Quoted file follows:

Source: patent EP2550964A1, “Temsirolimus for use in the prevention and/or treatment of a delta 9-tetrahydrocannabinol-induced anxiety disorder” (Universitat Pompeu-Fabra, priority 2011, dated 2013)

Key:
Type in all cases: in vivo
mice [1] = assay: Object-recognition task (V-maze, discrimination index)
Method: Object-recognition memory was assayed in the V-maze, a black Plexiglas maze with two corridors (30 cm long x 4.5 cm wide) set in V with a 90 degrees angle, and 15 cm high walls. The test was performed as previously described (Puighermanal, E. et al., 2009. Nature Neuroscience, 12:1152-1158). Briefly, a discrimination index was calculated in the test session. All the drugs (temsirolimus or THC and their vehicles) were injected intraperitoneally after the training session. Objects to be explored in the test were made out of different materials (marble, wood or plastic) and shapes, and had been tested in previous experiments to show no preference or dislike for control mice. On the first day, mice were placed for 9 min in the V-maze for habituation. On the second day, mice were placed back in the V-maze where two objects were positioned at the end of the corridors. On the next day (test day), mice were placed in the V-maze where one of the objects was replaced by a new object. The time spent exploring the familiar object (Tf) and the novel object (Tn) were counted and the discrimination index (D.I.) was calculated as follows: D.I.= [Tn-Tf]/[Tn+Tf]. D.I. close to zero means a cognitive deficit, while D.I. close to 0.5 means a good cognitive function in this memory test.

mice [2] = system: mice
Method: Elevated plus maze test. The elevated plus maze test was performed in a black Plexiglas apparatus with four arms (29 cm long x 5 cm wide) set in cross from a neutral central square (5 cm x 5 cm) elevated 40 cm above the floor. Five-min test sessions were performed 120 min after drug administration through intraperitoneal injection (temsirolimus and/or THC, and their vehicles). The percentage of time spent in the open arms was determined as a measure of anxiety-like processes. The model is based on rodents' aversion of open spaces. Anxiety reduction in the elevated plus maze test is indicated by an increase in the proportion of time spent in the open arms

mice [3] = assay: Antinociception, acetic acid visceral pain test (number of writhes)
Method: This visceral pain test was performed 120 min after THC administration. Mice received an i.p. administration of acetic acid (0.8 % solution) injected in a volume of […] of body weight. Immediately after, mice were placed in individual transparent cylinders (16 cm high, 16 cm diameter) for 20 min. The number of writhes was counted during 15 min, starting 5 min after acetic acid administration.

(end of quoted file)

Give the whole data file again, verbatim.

Source: patent EP2550964A1, “Temsirolimus for use in the prevention and/or treatment of a delta 9-tetrahydrocannabinol-induced anxiety disorder” (Universitat Pompeu-Fabra, priority 2011, dated 2013)

Key:
Type in all cases: in vivo
mice [1] = assay: Object-recognition task (V-maze, discrimination index)
Method: Object-recognition memory was assayed in the V-maze, a black Plexiglas maze with two corridors (30 cm long x 4.5 cm wide) set in V with a 90 degrees angle, and 15 cm high walls. The test was performed as previously described (Puighermanal, E. et al., 2009. Nature Neuroscience, 12:1152-1158). Briefly, a discrimination index was calculated in the test session. All the drugs (temsirolimus or THC and their vehicles) were injected intraperitoneally after the training session. Objects to be explored in the test were made out of different materials (marble, wood or plastic) and shapes, and had been tested in previous experiments to show no preference or dislike for control mice. On the first day, mice were placed for 9 min in the V-maze for habituation. On the second day, mice were placed back in the V-maze where two objects were positioned at the end of the corridors. On the next day (test day), mice were placed in the V-maze where one of the objects was replaced by a new object. The time spent exploring the familiar object (Tf) and the novel object (Tn) were counted and the discrimination index (D.I.) was calculated as follows: D.I.= [Tn-Tf]/[Tn+Tf]. D.I. close to zero means a cognitive deficit, while D.I. close to 0.5 means a good cognitive function in this memory test.

mice [2] = system: mice
Method: Elevated plus maze test. The elevated plus maze test was performed in a black Plexiglas apparatus with four arms (29 cm long x 5 cm wide) set in cross from a neutral central square (5 cm x 5 cm) elevated 40 cm above the floor. Five-min test sessions were performed 120 min after drug administration through intraperitoneal injection (temsirolimus and/or THC, and their vehicles). The percentage of time spent in the open arms was determined as a measure of anxiety-like processes. The model is based on rodents' aversion of open spaces. Anxiety reduction in the elevated plus maze test is indicated by an increase in the proportion of time spent in the open arms

mice [3] = assay: Antinociception, acetic acid visceral pain test (number of writhes)
Method: This visceral pain test was performed 120 min after THC administration. Mice received an i.p. administration of acetic acid (0.8 % solution) injected in a volume of […] of body weight. Immediately after, mice were placed in individual transparent cylinders (16 cm high, 16 cm diameter) for 20 min. The number of writhes was counted during 15 min, starting 5 min after acetic acid administration.